This video is called Birds of Western Canada – Ducks, Geese & Coots.
From the American Birding Association:
Rare Bird Alert: September 5, 2014
By Nate Swick, on September 5, 2014
This week could reightly be called the week that Alaska exploded. Granted, this time of year means that there are groups of birders on two of the ABA’s most noted vagrant traps, Gambell and St. Paul Island, dedicated to finding Asian strays, but even by the exceptional standards that birders on those islands set year after year, this last week has been extraordinary.
We may as well get used to starting with Alaska this week, because I get the feeling we’ll be starting with Alaska regularly for the next few. On Gambell, St. Lawrence Island, birders seemed to hit the jackpot over and over again. The most notable find so far is likely the ABA’s 4th record of Tree Pipit (ABA Code 5), an accommodating individual present at least through the writing of the post. Also at Gambell one and likely two Brown Shrikes (4) have been hanging around, as well as a Eurasian Hobby (4) and a Yellow-browed Warbler (4) as recently as yesterday. Coming close to matching Gambell’s truckload of rarities, on St. Paul birders found a Jack Snipe (4) and a Siberian Rubythroat (4) . Lest you think all the action is on the islands, a Long-billed Murrelet (3) was photographed in Homer.
One first record this week, a report that went public only a few hours before this post published. In British Columbia, a Green Violetear, a first provincial record and the third for Canada, was photographed at Port Alberni. More on this as it develops. Also in the province, a Little Stint (3) was well-photographed in Sidney, a Ruff (3) was seen at Ladner, and a Lark Bunting at Port Hardy.
Washington also had a Ruff (3), this one at Ocean Shores, Grays Harbor.
Vagrant shorebirds in Oregon took the form of a Sharp-tailed Sandpiper (3) in Coos. Meanwhile, an Indigo Bunting was seen inDouglas.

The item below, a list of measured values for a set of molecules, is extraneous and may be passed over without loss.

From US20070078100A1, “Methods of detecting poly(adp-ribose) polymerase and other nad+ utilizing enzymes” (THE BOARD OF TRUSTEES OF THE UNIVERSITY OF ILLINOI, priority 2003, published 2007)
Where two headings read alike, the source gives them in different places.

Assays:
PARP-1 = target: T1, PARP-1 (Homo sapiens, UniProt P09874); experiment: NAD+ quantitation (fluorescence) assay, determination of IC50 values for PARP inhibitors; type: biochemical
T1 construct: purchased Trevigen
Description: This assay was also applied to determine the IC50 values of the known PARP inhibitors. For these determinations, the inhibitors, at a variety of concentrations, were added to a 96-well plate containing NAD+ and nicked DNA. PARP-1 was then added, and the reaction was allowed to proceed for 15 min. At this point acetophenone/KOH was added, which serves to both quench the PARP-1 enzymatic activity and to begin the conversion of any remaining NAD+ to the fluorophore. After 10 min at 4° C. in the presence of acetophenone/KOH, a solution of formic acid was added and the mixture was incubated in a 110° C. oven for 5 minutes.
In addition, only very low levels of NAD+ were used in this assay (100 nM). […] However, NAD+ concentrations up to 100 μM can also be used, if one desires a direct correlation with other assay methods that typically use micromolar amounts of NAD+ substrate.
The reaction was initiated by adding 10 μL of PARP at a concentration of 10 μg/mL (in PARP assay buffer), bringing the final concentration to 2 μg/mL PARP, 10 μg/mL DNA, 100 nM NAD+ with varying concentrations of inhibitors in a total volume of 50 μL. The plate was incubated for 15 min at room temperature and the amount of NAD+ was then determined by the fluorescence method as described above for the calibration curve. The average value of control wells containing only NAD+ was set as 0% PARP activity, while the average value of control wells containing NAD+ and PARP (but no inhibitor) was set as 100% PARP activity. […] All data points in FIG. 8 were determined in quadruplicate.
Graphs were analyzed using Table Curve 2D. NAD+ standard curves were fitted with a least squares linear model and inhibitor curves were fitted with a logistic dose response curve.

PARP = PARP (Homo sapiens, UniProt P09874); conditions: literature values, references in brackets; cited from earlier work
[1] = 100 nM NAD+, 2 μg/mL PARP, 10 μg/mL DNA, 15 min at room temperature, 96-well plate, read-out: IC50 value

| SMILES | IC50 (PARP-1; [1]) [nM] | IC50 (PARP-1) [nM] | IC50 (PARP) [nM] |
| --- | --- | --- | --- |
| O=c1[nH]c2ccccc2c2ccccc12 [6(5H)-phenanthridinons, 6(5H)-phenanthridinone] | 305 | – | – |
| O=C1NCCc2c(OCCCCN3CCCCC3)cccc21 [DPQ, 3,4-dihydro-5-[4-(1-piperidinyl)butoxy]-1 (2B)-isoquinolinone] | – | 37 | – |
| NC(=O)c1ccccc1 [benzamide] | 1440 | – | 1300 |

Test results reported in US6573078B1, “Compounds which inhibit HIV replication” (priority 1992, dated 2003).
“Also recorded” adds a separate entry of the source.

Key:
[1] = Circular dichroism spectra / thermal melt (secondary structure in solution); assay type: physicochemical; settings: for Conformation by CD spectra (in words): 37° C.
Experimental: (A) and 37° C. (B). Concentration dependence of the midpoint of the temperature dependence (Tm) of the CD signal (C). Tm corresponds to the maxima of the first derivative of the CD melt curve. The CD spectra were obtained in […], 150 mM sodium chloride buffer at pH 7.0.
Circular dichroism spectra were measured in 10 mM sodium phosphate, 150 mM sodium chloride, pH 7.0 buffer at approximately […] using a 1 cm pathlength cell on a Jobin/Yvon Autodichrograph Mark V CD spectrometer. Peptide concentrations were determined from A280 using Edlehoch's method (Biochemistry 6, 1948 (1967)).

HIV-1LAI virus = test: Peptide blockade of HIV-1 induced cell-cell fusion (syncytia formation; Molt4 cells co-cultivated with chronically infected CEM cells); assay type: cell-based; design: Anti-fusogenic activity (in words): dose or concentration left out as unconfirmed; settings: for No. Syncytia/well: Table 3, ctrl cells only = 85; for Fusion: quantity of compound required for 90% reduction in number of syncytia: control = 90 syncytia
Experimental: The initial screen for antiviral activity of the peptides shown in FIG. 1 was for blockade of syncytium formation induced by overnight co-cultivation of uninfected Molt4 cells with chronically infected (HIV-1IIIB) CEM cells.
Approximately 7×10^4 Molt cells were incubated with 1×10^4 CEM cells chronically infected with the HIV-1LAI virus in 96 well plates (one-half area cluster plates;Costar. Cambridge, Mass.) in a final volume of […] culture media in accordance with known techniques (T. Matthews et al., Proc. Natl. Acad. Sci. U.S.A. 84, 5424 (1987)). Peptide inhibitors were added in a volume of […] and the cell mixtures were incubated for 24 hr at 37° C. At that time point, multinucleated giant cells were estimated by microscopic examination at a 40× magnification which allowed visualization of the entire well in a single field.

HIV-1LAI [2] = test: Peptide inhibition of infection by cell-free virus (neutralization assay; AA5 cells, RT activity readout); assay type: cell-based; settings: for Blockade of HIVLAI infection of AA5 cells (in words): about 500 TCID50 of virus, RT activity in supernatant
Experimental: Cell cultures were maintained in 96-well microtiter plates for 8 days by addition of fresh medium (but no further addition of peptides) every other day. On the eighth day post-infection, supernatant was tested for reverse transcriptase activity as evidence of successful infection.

Excellent for Idaho was a young Sabine’s Gull in Valley.
A pair of Ruby-throated Hummingbirds visited two separate feeders on opposite sides of California this week. One was in San Luis Obispo and the second in Eureka. These are the 13th and 14th records for the state.
A nice find in Nevada was a Lark Bunting in Washoe.
Colorado also had a Ruby-throated Hummingbird, this one in Phillips, and an Eastern Towhee was found in Logan.
Arizona’s recurring Sinaloa Wren (5) has made its appearance for the third straight year at Fort Huachuca in Cochise.
In Texas, a Greater Pewee was seen in Houston, where it has spent the last 5 winters.
A Little Gull was seen this week on Yankton Reservoir, which straddles Nebraska and South Dakota, and the bird was seen on both sides of the line. Unique to Nebraska, however, was a Long-tailed Jaeger found in Lincoln.
A Long-tailed Jaeger was also seen in Marion, Iowa, this week, along with a Red Phalarope near Saylorville.
In Ohio, a Reddish Egret in Delaware is a remarkable record, and only that state’s 2nd.
Always a nice bird inland, a Great Black-backed Gull was photographed in Hamilton, Tennessee.
Infrequent in recent years, birders on a trip out of Hatteras, North Carolina, were surprised to get great looks at the enigmatic Bermuda Petrel (3).
In Virginia, a Wood Stork has spent the better part of two weeks in Clarke.
Less notable as the years wain, a White-winged Dove was seen in Cape May, New Jersey.
An apparent Brown Booby (3) was photographed in Queens, New York.
In Ontario, a Glossy Ibis was found near Hamilton.
Great for Quebec, a Lark Bunting was photographed at Côte-Nord.
Rare for Connecticut, a Parasitic Jaeger was spotted in the Connecticut waters of Long Island Sound.
And yet another Brown Booby (3) stopped off on a fishing boat on the Grand Banks, Newfoundland, that province’s 3rd record.
Eastern towhee: here.